What is migration?

What is migration?
What are Neotropical Songbirds?
Why is it important to know more about Neotropical Migrants?
Diurnal vs. Nocturnal Migration

     It's 8:00 p.m. on an autumn night and a cold front is moving through the region.  Brisk northwesterly winds signal a change in the season.  High above our neighborhoods the wings of hundreds of thousands of songbirds strain under the force of flight.  Airborne and on the move to points south, these nomads soon must land . . . hopefully where there is food and shelter.  The annual migrations of songbirds are a high stakes, life and death drama that has been played out for thousands of years and for countless millions of birds.  The birds know what to do, but we are just beginning to understand the spectacular nature of nocturnal bird migration.  Although we can't see nocturnal migration with our eyes, the fact that it is happening is being documented as we quietly sleep through the night.  


     Migration is movement. It is a process. It is an observable phenomenon for those willing to see it, and is almost always evocative when witnessed. Migration applies to animals as well as plants. It occurs worldwide to populations as well as to species within a microclimate. The very existence of migration drives scientists to study it as surely as it inspires artists to render it and poets to capture its essence in words.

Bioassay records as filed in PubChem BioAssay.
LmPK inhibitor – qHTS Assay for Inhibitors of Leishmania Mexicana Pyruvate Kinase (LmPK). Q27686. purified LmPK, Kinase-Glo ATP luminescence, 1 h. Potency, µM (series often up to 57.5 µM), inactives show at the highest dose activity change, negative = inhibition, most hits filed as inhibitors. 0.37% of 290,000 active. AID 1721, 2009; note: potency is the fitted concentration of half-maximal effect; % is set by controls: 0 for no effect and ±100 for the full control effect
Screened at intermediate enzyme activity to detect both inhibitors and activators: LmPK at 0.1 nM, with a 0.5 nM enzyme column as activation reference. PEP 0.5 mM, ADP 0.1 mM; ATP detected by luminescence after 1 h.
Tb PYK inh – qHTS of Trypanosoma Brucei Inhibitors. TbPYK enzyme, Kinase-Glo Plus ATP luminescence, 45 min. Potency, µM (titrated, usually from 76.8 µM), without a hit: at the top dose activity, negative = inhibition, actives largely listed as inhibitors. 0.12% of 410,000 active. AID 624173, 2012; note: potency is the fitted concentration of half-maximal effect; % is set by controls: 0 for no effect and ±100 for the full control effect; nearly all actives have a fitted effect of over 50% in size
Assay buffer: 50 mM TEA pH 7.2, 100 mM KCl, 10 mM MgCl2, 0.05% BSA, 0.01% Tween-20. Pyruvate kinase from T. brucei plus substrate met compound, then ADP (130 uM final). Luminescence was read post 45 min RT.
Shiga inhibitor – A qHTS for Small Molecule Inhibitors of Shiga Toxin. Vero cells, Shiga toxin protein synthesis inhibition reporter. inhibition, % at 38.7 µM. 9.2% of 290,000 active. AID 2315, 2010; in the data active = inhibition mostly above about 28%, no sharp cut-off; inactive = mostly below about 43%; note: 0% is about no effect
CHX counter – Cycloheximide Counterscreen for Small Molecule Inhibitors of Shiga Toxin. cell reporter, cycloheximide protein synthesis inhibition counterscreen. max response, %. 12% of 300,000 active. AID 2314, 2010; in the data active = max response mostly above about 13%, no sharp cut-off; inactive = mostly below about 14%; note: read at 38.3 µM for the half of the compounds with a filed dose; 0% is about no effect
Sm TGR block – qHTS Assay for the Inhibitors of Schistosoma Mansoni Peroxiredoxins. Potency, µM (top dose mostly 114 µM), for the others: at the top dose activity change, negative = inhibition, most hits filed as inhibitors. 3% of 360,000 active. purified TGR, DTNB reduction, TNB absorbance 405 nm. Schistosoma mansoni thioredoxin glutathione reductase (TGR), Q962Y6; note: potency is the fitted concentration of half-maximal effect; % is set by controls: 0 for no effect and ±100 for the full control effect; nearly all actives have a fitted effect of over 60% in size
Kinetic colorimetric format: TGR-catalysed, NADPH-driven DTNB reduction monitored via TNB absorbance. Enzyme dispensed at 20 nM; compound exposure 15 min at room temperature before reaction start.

There are many different definitions of migration, but all include these essential qualities:
  • Migration exhibits predictable movement of an animal from one location and climate to another location and climate.
  • Typically these movements are linked to resource availability, seasonal changes and reproduction.

     New Jersey's official bird list (all of the birds documented in the state) stands at 445 and about 50% of these are migratory.